It’s extremely common to incorrectly use your outlets with the wrong rating for the circuit amperage. There is zero danger when you attach a 15-amp receptacle to a 20-amp circuit. However, there is a problem when you switch them around and attach a 20-amp receptacle to a 15-amp circuit. If you’re lucky, the result will be a blown breaker. If you’re not lucky, you could cause a fire or damage the wires. This is why it’s essential you know how to install electrical outlets.
Loose Wire Connectors
If your receptacle gets a lot of use, the wire connectors in the circuit will start to get loose. Every time they draw a current through your wire connection, it will generate a small amount of heat. This repeated cycle of contraction and expansion can eventually loosen up the screws. When this happens, you could hear crackling sounds. If the wire connectors get completely loose, you may have a short circuit that causes a circuit breaker to trip.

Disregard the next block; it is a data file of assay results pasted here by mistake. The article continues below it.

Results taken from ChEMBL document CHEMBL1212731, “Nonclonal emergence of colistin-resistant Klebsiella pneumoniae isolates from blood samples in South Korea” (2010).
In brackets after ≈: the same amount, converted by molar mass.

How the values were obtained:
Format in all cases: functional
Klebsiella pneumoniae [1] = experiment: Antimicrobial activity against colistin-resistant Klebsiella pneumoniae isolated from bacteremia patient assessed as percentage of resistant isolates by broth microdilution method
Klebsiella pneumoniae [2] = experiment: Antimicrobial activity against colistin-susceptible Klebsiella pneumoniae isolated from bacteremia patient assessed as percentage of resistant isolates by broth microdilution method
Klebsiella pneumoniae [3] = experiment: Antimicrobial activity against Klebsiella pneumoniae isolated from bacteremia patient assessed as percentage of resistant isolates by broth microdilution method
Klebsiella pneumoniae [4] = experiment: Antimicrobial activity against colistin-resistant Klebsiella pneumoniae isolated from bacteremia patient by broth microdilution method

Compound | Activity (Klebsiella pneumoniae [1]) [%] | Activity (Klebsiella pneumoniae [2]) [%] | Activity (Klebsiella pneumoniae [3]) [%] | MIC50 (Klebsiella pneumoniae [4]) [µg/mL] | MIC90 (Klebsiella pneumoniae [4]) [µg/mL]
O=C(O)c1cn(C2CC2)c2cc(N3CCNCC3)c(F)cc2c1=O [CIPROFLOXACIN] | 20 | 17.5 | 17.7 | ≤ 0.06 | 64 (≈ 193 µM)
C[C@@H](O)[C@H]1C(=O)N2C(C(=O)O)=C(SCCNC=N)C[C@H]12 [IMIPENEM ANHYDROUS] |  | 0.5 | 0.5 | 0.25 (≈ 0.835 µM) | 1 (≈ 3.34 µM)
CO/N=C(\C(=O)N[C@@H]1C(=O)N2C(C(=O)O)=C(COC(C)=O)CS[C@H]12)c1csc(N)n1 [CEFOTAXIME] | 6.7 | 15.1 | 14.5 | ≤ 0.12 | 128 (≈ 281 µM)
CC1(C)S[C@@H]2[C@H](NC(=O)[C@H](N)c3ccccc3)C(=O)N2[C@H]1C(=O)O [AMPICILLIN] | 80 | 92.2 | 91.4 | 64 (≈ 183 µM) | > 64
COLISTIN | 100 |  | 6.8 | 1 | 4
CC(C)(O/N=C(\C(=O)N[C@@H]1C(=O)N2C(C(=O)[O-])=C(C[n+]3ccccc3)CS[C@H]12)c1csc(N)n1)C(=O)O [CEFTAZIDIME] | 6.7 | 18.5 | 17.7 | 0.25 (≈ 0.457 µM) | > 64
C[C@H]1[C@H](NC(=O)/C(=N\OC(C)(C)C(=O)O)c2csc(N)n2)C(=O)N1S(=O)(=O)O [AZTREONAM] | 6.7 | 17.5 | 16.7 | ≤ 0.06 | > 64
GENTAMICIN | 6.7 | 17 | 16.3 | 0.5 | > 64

This is very common if you wired the outlet using a push-in fitting on the back of the receptacle. These are very insecure connections, and this is why professional-grade electricians tend to avoid using them to make their wire connections. You can switch off the power and tighten all of your connections now that you know how to install electrical outlets. Make sure that your mourning strap is tight so it can’t wiggle around when you extract or insert plugs.
Loose wires are one of the biggest reasons people learn how to install electrical outlets since they wear out over time with repeated use. Tightening the wires back up only takes a few minutes, and it can make your outlet as good as new. Socket To Me by puuikibeach / CC BY 2.0
No AFCI or GFCI Protection